Chest Wall Resection for Bronchogenic Carcinoma
19 March 2008 (online)
The incidence rate of chest wall invasion in bronchogenic carcinoma is difficult to estimate, but is possibly as high as 5%. These cancers can be locally extensive without systemic dissemination. From 1973 to 1982, 9 patients in our hospital underwent en bloc pulmonary and partial chest wall resection for bronchogenic carcinoma with local invasion of the thoracic wall. All the patients were male, their ages ranging from 49 to 67 years. Pain was the most prominent symptom. Bronchoscopy examination revealed no tumors in 7 of the 9 patients, in one a tumor was seen in the apex of the right lower lobe and in another in the apex of the right upper lobe. Seven lobectomies and 2 pneumonectomies were performed. The macroscopic size of the tumour ranged from 3 to 17 cm, the number of partially resected ribs ranged from 1 to 4. In 8 cases squamous cell carcinoma was found, in one adenocarcinoma.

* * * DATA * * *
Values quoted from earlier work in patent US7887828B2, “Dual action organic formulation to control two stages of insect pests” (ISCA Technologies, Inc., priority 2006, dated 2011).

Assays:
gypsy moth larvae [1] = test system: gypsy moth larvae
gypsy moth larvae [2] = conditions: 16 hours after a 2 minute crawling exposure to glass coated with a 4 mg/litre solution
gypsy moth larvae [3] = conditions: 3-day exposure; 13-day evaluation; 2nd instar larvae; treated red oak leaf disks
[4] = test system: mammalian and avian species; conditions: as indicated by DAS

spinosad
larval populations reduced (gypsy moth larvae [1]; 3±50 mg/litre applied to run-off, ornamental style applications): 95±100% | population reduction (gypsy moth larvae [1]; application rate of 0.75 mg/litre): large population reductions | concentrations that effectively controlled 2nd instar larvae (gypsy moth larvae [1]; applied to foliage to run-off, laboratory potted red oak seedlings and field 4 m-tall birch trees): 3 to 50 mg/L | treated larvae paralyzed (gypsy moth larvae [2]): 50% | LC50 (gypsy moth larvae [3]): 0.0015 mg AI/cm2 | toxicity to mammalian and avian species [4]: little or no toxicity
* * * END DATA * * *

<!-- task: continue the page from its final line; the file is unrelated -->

After operation 7 patients were classified as T3N0M0 and 2 as T3N1M0. One T3N0M0 patient died shortly after operation due to a lung embolism. Two out of the 6 patients with T3NOMO neoplasm survived more than 5 years, none of the patients with T3N1MO neoplasm survived more than 3 months. Late deaths were due to recurrent carcinoma in the chest wall (2 cases), cerebral metastasis (1 case), cardiac failure (1 case) and unknown causes (2 cases).
In cases where the lymph nodes are not involved, the survival rate is not unfavorably influenced by chest wall invasion. In the literature the mean operative mortality rate is 12%, the median survival time approximately one year and the mean 5-year survival rate 18%; resection is also of great importance in relieving pain.
Bronchogenic carcinoma - Chest wall invasion - En bloc resection